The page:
Continuum of activity...by Accountancy Ireland & Barden (Career Guide 2017)
Another lens through which you can view your experience or a job opportunity is ‘the continuum of activity’.
We can use this visual representation of the basic activity in a standard finance department in a few ways:
Establish a common language
To the left of the line in Illustration 1 is what has happened in the past – let’s call it ‘financial accounting’. From left to right are all the transactions that add up to the creation of a set of accounts (P&L, balance sheet or income statement) for a company. That’s where financial accounting activity ends and where financial analysis activity begins.
Crossing into financial analysis activity, we first analyse the P&L and assess or comment on variances. Next we get into budgeting, forecasting, analysis and planning (BFAP) of operating expenditure (costs), capital expenditure (investments) and then on to revenue (sales). One could argue that the further to the right on this continuum, the more commercial the activity. Although, one could also argue that saving on costs can lead to more profit than an increase in sales. It depends on what’s important to the company at a given time and, of course, where on the continuum you spend your time.
Either way, once you get to strategic planning and beyond, you will find that the typical responsibilities of the finance team end and the responsibilities of the executives, operations and sales/marketing teams begin. It’s by moving in this direction that accountants find themselves moving out of accounting and into business.
Weighting of activity
Now that we’ve a common language, albeit a loose one, and a way to differentiate between activities, it’s easy to figure out where you spend your time (or what you want your hire to spend their time doing). Get a pen and circle where you spend your time over the standard monthly or quarterly cycle. Then, ask yourself a few questions:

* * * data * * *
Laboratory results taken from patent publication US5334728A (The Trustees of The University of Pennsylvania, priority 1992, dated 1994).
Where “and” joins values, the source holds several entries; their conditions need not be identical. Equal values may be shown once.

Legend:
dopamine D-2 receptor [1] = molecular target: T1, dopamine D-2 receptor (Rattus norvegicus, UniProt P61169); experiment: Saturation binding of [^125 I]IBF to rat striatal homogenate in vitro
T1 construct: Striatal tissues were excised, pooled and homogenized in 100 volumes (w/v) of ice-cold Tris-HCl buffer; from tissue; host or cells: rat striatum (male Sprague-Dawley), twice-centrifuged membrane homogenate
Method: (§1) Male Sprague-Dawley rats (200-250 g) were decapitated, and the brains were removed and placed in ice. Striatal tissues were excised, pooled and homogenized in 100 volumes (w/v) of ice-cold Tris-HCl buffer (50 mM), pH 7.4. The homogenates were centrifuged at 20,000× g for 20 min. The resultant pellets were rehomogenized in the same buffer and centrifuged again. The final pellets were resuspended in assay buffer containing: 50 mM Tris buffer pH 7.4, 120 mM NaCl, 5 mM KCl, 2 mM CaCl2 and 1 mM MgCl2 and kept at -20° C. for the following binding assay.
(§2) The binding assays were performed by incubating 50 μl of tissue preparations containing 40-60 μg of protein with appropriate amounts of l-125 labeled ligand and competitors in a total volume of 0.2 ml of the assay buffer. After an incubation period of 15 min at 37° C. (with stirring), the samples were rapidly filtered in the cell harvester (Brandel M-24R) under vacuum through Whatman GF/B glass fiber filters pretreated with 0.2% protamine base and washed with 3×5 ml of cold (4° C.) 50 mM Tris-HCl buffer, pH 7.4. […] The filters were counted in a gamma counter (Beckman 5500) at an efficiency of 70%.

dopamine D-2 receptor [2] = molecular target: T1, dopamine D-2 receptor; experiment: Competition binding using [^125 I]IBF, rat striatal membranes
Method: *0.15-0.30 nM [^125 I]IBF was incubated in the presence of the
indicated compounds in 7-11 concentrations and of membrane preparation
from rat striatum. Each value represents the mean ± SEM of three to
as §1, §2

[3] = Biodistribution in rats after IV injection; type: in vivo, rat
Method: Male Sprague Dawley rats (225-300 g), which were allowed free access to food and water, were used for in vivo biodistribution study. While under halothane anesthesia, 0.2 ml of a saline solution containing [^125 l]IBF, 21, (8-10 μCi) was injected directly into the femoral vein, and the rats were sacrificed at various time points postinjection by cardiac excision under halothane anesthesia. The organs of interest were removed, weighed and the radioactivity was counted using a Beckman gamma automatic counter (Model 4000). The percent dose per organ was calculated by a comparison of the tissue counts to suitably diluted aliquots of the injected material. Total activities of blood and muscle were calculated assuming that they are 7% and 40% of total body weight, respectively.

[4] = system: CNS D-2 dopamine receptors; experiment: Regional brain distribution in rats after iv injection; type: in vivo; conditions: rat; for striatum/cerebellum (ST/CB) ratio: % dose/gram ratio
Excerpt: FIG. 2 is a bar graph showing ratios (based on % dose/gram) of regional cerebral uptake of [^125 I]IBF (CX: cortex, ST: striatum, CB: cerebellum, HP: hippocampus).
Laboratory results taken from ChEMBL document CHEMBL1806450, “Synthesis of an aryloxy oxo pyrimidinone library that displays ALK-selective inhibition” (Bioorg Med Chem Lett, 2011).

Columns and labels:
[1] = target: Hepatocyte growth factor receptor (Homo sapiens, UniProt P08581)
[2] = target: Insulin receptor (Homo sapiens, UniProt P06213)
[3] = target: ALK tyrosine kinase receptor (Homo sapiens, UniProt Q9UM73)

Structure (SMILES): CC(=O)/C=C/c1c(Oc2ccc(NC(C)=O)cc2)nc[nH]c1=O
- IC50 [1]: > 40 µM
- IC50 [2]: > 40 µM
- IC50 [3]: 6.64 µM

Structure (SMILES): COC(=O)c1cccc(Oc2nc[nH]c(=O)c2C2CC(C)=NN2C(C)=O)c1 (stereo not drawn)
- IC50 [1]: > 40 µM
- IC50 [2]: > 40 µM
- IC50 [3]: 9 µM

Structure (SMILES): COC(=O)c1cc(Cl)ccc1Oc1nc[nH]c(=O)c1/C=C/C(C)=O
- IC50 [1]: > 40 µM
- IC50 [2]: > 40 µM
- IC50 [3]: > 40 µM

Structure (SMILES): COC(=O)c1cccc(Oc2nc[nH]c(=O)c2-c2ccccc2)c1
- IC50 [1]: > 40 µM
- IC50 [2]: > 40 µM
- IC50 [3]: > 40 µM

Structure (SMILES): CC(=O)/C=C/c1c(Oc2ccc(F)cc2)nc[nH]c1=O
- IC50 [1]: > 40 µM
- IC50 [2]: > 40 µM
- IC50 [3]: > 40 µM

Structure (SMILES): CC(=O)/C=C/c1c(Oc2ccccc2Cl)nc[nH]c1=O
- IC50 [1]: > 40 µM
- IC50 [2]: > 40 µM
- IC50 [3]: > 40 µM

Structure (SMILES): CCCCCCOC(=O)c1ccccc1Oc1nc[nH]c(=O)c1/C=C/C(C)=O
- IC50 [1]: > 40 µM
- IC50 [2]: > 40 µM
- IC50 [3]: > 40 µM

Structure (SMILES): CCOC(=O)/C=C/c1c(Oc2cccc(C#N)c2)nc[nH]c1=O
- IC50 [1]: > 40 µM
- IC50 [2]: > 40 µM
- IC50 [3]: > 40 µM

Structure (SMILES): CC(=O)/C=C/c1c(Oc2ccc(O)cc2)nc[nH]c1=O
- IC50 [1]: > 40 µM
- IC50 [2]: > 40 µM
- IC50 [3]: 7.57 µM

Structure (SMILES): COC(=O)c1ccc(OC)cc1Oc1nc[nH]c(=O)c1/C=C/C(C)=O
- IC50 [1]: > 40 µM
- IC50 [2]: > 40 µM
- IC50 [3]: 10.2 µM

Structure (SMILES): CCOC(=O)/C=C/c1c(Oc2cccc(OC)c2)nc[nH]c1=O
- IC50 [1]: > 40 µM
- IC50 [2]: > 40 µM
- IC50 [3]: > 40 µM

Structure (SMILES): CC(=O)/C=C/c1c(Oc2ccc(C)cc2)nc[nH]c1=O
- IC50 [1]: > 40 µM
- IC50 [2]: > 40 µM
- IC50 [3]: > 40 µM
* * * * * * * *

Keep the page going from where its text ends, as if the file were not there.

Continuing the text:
- Is your job all to the left of the line, or all to theright of the line?
- Does your job cross the line? If so, how much of it is on either side (i.e. the weighting of activity)?
- Where is your ideal circle? Is there an overlap with your current circle? Remember that an incremental move in the right direction is more probable than a leap from one side to the other.
If your circle covers the entire continuum, the chances are that you’re working in a small company. If the circle for your new hire covers just one of the activities, then it’s likely that you’re a hiring manager in a larger company. This basic model can also be adapted to more complex situations. The corporate landscape context will warp the continuum and add myriad additional considerations. Consolidations, corporate finance, treasury, internal audit, risk and compliance can be represented on this continuum if it’s drawn out for a group function in a large plc. BFAP can be broken into back office (just the analysis), front office (gathering information from people in the business and using this information to effect change in the business) or middle office (a combination of the two). Systems implementation, IFRS conversions, IPO preparations and a whole array of other activities can be plotted or mapped on this simple model. Experiment with the continuum – it can be a very useful exercise and enable highly strategic career moves and hiring.
Other factors that affect context
We’ve looked at the nature of your day-to-day activity, where it sits on the supply chain, organisational structure and some other factors that can be quite defining in terms of your current and future career options. However, this isn’t an exhaustive list. There are other factors that need to be considered to give a true reflection of context. These include:
- Reporting lines – do you manage a team? If so, do you manage qualified accountants? What does your team do? Who do you report to?
- Level of autonomy – are real decisions made locally or at another site?
- Culture – where is your parent company based? Does the culture of that country impact on the way you do business? Working for a German company is very different to working for a US company. Likewise, working for an east-coast US company is different to working for a west-coast US company.
What other factors might affect the context of your experience? Are there some things you want to maintain in your next role? Are there some things you’d like to get away from? Assessing your current role in these terms can help peel away some of the layers and help you understand a little better where you are right now and where you want to be.
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